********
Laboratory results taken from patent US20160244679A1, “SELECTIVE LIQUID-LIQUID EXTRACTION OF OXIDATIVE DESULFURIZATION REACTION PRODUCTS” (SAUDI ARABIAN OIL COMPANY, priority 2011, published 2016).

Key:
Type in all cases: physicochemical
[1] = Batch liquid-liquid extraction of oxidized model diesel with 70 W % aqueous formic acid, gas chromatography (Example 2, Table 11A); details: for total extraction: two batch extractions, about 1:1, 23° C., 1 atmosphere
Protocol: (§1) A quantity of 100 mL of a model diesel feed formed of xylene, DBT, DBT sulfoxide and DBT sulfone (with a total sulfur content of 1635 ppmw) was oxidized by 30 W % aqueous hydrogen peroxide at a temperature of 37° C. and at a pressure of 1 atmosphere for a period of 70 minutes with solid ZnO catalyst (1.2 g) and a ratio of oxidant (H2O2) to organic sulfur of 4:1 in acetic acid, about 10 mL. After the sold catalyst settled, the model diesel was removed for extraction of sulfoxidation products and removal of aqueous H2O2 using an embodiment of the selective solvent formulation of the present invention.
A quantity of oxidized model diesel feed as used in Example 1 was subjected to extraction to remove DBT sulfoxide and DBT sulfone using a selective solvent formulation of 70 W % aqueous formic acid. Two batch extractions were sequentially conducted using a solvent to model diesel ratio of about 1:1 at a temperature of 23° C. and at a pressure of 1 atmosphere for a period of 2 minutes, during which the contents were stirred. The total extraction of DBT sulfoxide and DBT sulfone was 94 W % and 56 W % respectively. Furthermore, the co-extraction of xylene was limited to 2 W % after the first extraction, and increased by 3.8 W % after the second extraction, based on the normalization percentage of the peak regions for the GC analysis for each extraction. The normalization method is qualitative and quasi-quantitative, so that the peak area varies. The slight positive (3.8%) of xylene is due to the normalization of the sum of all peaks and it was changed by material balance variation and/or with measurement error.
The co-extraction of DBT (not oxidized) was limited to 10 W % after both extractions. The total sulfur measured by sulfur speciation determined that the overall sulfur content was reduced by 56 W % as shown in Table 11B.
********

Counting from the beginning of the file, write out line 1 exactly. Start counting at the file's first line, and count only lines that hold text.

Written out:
Laboratory results taken from patent US20160244679A1, “SELECTIVE LIQUID-LIQUID EXTRACTION OF OXIDATIVE DESULFURIZATION REACTION PRODUCTS” (SAUDI ARABIAN OIL COMPANY, priority 2011, published 2016).